"Overall, as to how we can be more transparent and the notion that most of the government has more accountability than the Legislature does - I think the governor certainly would like there to be that same level of transparency in the Legislature as well," he said. "But specifically on that policy and on any specific bill, unless he sees the details of it, I don't know that we can necessarily speak to that."
Still, Brennan said, actions the Legislature has taken in the past few months - specifically, the lame-duck bills that attempted to curb the governor's powers - has put that body under closer scrutiny.
"If you're looking at it from a certain point of view, they're trying to make sure that there are the appropriate checks and balances," he said. "If you look at it from a different point of view, they don't like the results of an election and so they decided they were going to try to change some of the rules after the results of that election. So all of those things are part of, how do you have a government that operates in the right transparent and accountable way and anything that kind of adds to that is something that lots of people are going to support."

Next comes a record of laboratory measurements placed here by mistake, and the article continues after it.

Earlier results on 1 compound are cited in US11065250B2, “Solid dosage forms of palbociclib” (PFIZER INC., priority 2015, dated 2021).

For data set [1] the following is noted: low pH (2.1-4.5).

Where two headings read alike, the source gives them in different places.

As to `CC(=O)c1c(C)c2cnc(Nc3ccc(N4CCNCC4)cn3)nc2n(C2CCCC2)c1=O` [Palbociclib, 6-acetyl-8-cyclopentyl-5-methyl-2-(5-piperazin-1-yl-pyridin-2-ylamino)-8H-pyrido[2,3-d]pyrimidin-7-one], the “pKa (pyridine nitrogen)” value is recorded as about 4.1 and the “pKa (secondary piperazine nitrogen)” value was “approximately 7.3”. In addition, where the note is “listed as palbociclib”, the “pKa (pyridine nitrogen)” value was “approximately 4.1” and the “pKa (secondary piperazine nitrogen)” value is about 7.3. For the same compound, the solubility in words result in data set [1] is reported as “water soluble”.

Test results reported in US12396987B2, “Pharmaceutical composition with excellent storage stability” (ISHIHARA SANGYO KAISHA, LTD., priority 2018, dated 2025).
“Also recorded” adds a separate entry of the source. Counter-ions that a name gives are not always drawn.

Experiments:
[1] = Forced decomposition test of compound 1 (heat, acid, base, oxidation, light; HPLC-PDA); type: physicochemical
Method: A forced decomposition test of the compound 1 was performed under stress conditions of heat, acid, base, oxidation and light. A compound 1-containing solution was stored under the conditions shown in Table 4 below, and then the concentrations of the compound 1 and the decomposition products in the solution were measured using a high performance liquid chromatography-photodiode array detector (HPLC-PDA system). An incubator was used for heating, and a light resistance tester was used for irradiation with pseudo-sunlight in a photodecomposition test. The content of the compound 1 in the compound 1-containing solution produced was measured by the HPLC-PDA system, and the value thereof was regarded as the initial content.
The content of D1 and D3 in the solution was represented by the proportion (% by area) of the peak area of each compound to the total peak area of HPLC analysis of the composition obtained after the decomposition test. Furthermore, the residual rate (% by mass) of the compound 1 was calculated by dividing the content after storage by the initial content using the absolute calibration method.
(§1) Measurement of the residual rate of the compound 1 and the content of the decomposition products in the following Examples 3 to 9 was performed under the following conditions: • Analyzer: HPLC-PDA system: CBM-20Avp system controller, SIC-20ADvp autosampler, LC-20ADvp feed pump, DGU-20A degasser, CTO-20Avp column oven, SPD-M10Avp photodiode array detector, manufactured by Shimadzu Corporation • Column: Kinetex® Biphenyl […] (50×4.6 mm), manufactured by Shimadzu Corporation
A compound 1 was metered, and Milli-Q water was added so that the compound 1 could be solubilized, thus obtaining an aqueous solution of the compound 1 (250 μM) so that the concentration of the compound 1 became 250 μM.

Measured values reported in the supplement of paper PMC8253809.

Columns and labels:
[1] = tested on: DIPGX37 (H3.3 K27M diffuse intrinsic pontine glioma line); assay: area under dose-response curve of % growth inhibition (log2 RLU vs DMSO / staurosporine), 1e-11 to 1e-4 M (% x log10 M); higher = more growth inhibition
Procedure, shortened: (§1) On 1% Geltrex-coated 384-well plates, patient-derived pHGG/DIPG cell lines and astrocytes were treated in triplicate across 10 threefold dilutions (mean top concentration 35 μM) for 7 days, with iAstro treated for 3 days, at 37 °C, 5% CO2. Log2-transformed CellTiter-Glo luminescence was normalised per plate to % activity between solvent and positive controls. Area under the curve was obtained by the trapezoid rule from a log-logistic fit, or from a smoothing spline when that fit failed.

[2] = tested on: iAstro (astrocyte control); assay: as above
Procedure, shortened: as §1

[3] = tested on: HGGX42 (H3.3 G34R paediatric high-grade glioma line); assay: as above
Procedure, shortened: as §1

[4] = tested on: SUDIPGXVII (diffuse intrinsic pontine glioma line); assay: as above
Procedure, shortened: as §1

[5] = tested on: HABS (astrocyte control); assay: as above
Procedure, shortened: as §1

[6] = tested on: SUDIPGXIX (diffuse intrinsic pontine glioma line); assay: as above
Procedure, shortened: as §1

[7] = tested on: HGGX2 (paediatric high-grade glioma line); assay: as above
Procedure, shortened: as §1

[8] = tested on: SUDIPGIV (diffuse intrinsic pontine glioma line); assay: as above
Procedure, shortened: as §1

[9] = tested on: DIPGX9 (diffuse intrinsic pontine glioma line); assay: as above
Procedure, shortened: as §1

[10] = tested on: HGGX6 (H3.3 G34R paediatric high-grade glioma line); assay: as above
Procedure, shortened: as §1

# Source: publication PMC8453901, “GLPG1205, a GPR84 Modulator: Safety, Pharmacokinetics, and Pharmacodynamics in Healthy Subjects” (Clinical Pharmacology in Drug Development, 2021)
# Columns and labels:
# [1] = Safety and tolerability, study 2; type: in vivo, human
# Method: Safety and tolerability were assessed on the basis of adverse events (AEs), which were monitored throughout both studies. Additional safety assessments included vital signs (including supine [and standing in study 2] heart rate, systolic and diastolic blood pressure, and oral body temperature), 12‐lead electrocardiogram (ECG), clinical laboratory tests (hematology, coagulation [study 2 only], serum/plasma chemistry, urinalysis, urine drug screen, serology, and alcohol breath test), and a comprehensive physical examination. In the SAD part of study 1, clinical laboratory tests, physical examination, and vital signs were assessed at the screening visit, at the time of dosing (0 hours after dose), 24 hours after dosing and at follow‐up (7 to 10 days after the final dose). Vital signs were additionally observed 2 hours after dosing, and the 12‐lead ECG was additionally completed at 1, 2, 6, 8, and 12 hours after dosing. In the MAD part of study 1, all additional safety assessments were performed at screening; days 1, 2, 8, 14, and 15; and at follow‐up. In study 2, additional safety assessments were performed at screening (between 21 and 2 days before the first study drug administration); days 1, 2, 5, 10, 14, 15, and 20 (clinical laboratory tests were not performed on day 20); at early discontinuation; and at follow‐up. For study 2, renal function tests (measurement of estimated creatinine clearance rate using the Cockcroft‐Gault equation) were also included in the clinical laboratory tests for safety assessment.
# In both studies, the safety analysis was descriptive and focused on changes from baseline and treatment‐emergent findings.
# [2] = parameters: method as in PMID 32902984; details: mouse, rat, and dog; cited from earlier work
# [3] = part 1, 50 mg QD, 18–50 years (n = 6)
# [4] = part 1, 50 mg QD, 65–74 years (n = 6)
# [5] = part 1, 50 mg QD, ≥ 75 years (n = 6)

In the interview, Brennan addressed the deficit in the governor's proposed budget, which is projected to be close to $2 billion.
Brennan said it important to understand that that figure represents a so-called structural deficit, not necessarily a real-world deficit.
"If after the biennium, if you then take every program as it's laid out now and put it forward into the next biennium, that's what you would be talking about, but without any economic growth," he said. "It's an exercise that the Legislative Fiscal Bureau always does."
Evers is not alone in registering a structural deficit in that exercise, Brennan said.
"Every budget in the last 20 years faces some higher level threshold of what they call the structural deficit," he said. "In lots of cases, the economic growth is enough to move those forward. They have to expect and account for and push for the fact that we're going to continue to have some economic growth in the state."
But Brennan also said budgets are not things that don't change, and priorities are not things that are static from one period of time to the next.
"So the governor is proposing some investments in the next biennium on things like K-12 education, technical schools, on transportation, on health care, and those are the set of priorities that he believes are going to be useful for the state for the next two years," he said. "As we get to the end of this biennium and we look at what the priorities are going to be in the next two years after that, the idea that we're going to do things exactly the same as we have before takes out the creativity, the innovation, the things that should be the hallmarks of anybody who is attacking the problems of the next couple of years."